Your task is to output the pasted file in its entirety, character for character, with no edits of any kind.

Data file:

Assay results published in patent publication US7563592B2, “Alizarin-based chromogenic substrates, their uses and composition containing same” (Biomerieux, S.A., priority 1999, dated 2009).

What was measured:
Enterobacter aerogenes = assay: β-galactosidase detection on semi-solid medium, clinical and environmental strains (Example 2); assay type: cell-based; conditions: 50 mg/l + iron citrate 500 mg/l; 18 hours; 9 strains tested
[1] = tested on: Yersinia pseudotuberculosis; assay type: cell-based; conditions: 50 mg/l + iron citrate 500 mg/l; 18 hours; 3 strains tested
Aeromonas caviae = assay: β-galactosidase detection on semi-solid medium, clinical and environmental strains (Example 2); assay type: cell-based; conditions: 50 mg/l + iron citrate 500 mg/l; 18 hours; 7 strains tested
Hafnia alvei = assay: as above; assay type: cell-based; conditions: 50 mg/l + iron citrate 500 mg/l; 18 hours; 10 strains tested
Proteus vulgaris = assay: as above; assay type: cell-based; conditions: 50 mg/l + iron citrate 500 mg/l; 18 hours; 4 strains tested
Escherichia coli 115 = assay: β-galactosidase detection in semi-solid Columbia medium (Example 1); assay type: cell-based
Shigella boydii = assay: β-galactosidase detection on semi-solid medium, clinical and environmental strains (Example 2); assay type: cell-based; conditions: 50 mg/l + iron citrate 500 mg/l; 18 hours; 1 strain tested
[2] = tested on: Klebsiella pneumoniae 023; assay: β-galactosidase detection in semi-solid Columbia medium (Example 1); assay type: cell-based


Assay results published in patent publication US7563592B2, “Alizarin-based chromogenic substrates, their uses and composition containing same” (Biomerieux, S.A., priority 1999, dated 2009).

What was measured:
Enterobacter aerogenes = assay: β-galactosidase detection on semi-solid medium, clinical and environmental strains (Example 2); assay type: cell-based; conditions: 50 mg/l + iron citrate 500 mg/l; 18 hours; 9 strains tested
[1] = tested on: Yersinia pseudotuberculosis; assay type: cell-based; conditions: 50 mg/l + iron citrate 500 mg/l; 18 hours; 3 strains tested
Aeromonas caviae = assay: β-galactosidase detection on semi-solid medium, clinical and environmental strains (Example 2); assay type: cell-based; conditions: 50 mg/l + iron citrate 500 mg/l; 18 hours; 7 strains tested
Hafnia alvei = assay: as above; assay type: cell-based; conditions: 50 mg/l + iron citrate 500 mg/l; 18 hours; 10 strains tested
Proteus vulgaris = assay: as above; assay type: cell-based; conditions: 50 mg/l + iron citrate 500 mg/l; 18 hours; 4 strains tested
Escherichia coli 115 = assay: β-galactosidase detection in semi-solid Columbia medium (Example 1); assay type: cell-based
Shigella boydii = assay: β-galactosidase detection on semi-solid medium, clinical and environmental strains (Example 2); assay type: cell-based; conditions: 50 mg/l + iron citrate 500 mg/l; 18 hours; 1 strain tested
[2] = tested on: Klebsiella pneumoniae 023; assay: β-galactosidase detection in semi-solid Columbia medium (Example 1); assay type: cell-based